4 Tips To Get Your Child Through Their First Cavity Filling
Does your young child have cavities that need to be filled? Having cavities filled can be a stressful and unpleasant experience for adults. For young children who aren't familiar with the process, it can be terrifying. The last thing you want is for the child to have to be held down or restrained during the process. That could scare them to the point that they'll resist going to the dentist in the future. Instead, it's important that you help them stay relaxed and stress-free so they sit calmly through the process. Here are four ways you can calm their nerves:
Stay calm. Your child will react to your emotions. Avoid talking about the pain or how uncomfortable it is. Don't mention how much you hate having cavities filled. Instead, just say that the dentist needs to do some additional work to get their teeth extra clean. Say that it won't last very long and that if they can sit still, it will go much faster. Help guide your child's emotions by staying calm yourself. If you do that, you'll significantly increase the odds that the experience will be stress-free.
Don't use it as punishment. Just as you shouldn't talk about pain, it's also a wise idea to avoid talking about the fillings as punishment. Don't tell your child that fillings are what happens when they don't brush or floss. While that may be true to an extent, you don't want them going into the filling session with the mindset that they're being punished. The truth is that there are lots of factors that can cause cavities, including genetic history and the chemical makeup of the child's saliva. Even kids who brush regularly can get cavities. After the filling, you and the dentist can discuss ways to avoid cavities in the future, but it doesn't need to be a point of emphasis before the fillings.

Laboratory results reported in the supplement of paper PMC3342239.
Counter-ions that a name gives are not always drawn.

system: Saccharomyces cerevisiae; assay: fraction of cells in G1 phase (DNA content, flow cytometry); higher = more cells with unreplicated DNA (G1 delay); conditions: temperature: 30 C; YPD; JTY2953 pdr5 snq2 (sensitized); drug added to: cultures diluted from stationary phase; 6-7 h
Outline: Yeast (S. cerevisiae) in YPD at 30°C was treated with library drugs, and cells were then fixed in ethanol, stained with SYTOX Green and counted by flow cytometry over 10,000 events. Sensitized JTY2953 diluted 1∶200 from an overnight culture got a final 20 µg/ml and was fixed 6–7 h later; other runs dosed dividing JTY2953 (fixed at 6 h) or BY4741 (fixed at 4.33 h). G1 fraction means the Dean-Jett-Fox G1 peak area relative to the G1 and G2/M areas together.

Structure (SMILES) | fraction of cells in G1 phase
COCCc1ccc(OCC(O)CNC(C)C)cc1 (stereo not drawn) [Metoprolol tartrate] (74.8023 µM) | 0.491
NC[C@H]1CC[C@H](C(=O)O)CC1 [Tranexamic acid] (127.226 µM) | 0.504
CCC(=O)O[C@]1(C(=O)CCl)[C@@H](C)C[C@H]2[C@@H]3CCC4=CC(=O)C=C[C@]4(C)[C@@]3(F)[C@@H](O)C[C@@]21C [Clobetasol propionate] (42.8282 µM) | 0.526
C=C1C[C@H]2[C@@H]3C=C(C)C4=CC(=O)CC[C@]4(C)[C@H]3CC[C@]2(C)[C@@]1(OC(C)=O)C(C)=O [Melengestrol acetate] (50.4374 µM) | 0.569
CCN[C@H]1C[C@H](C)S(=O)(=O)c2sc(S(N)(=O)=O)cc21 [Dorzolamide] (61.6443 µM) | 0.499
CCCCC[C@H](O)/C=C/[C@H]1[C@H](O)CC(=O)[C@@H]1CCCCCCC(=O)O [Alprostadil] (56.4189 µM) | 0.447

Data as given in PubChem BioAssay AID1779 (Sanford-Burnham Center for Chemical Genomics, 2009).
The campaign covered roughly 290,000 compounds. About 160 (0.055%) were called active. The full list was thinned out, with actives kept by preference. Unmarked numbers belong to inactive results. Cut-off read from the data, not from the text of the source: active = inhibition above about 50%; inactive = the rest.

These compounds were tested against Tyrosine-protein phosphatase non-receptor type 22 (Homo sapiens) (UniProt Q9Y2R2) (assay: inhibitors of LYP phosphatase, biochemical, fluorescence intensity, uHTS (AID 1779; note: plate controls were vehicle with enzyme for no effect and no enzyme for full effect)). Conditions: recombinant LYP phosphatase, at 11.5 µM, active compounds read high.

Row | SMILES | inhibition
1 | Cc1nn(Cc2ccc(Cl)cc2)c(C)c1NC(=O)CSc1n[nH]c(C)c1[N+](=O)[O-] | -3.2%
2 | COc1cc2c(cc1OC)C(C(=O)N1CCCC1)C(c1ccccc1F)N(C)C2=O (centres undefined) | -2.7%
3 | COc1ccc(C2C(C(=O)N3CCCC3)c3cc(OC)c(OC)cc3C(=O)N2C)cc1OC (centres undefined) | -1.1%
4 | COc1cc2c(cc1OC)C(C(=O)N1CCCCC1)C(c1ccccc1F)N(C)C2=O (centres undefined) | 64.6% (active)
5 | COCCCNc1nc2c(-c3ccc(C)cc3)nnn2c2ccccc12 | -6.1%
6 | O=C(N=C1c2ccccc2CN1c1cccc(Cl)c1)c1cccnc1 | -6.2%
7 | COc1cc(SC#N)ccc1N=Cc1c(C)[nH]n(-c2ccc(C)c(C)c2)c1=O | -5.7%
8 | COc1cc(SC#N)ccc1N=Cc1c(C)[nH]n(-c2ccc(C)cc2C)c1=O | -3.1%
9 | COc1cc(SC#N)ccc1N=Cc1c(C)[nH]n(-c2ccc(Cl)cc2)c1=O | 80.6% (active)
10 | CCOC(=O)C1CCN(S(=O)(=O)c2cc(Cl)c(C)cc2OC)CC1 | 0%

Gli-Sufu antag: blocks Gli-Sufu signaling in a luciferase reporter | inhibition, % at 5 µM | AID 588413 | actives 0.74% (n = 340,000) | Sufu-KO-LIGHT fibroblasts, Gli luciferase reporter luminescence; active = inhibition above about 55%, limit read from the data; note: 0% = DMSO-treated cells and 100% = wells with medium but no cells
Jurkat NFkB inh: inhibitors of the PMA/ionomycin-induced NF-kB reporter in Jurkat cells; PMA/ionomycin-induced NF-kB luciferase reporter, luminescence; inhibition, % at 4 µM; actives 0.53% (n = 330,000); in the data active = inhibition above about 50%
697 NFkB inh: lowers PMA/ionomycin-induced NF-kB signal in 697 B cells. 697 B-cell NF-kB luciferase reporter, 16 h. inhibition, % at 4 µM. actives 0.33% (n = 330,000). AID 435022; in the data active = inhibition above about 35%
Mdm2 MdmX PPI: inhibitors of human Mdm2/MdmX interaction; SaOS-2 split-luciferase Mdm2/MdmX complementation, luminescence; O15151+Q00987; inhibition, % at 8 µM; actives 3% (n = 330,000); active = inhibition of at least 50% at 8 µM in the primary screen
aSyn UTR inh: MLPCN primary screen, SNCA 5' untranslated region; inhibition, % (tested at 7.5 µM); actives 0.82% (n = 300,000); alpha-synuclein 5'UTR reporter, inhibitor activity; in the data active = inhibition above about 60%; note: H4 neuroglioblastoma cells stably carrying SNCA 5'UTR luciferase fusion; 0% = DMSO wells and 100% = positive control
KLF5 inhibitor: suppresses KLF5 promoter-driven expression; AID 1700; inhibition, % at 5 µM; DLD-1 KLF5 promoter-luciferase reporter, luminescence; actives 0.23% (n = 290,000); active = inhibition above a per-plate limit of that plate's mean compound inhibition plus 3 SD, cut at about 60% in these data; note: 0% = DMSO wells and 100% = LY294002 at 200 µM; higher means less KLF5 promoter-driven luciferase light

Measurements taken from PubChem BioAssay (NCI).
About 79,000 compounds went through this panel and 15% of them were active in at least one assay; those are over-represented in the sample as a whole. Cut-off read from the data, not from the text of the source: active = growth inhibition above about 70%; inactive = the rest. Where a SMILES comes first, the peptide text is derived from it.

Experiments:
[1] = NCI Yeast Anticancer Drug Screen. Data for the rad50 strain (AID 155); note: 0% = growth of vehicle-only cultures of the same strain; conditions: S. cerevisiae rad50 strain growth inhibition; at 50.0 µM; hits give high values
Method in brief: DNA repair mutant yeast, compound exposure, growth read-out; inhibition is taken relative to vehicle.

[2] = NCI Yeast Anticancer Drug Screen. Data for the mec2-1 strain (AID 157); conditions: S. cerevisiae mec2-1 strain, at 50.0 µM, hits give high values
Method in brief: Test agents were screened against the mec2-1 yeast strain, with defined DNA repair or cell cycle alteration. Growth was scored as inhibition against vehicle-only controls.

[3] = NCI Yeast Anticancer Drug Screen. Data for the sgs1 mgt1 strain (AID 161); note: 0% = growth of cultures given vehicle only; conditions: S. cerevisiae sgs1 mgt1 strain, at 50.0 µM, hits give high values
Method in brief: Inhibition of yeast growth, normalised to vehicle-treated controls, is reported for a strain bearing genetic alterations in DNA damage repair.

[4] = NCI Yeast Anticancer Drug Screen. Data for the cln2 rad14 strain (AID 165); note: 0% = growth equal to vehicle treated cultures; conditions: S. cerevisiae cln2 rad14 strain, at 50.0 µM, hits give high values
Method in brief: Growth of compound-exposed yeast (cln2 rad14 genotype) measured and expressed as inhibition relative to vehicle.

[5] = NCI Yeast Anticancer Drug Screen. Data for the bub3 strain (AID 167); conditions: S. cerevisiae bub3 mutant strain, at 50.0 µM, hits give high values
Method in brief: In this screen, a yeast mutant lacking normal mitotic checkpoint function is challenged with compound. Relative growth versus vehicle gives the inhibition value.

Ask your dentist about sedation. If your child's stress is extremely high, it might be best for everyone involved if sedation is used. Most family dentists, such as Monastery Dental, offer sedation options, including nitrous oxide and various oral sedatives. Whether this is an option or not will likely depend on your child's age, size, and experience with sedation. A dentist may be reluctant to use it on a very small child. Also, you should know that your child will likely feel the effects of the sedation for the rest of the day and may be stressed or fearful about the numb feeling in their mouth.
Talk to your family dentist about how to make the experience as stress-free as possible. They may also have movies or books that can help explain the procedure.